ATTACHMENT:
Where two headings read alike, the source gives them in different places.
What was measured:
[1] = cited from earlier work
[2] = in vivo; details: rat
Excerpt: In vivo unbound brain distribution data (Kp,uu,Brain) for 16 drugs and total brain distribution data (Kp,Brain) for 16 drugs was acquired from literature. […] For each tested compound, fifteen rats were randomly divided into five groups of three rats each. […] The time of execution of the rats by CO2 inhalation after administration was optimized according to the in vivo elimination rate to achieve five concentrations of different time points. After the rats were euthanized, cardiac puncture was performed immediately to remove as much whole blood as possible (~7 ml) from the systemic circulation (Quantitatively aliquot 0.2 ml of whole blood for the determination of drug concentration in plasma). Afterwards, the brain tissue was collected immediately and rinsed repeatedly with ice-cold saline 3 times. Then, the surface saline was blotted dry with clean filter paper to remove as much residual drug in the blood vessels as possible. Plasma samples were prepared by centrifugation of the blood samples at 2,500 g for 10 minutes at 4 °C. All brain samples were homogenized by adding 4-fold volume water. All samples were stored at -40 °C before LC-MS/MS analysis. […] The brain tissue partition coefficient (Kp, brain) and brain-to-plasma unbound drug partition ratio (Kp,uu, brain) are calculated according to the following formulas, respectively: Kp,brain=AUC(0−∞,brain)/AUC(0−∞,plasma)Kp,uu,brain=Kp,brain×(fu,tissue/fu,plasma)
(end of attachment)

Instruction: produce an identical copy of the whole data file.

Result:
Where two headings read alike, the source gives them in different places.
What was measured:
[1] = cited from earlier work
[2] = in vivo; details: rat
Excerpt: In vivo unbound brain distribution data (Kp,uu,Brain) for 16 drugs and total brain distribution data (Kp,Brain) for 16 drugs was acquired from literature. […] For each tested compound, fifteen rats were randomly divided into five groups of three rats each. […] The time of execution of the rats by CO2 inhalation after administration was optimized according to the in vivo elimination rate to achieve five concentrations of different time points. After the rats were euthanized, cardiac puncture was performed immediately to remove as much whole blood as possible (~7 ml) from the systemic circulation (Quantitatively aliquot 0.2 ml of whole blood for the determination of drug concentration in plasma). Afterwards, the brain tissue was collected immediately and rinsed repeatedly with ice-cold saline 3 times. Then, the surface saline was blotted dry with clean filter paper to remove as much residual drug in the blood vessels as possible. Plasma samples were prepared by centrifugation of the blood samples at 2,500 g for 10 minutes at 4 °C. All brain samples were homogenized by adding 4-fold volume water. All samples were stored at -40 °C before LC-MS/MS analysis. […] The brain tissue partition coefficient (Kp, brain) and brain-to-plasma unbound drug partition ratio (Kp,uu, brain) are calculated according to the following formulas, respectively: Kp,brain=AUC(0−∞,brain)/AUC(0−∞,plasma)Kp,uu,brain=Kp,brain×(fu,tissue/fu,plasma)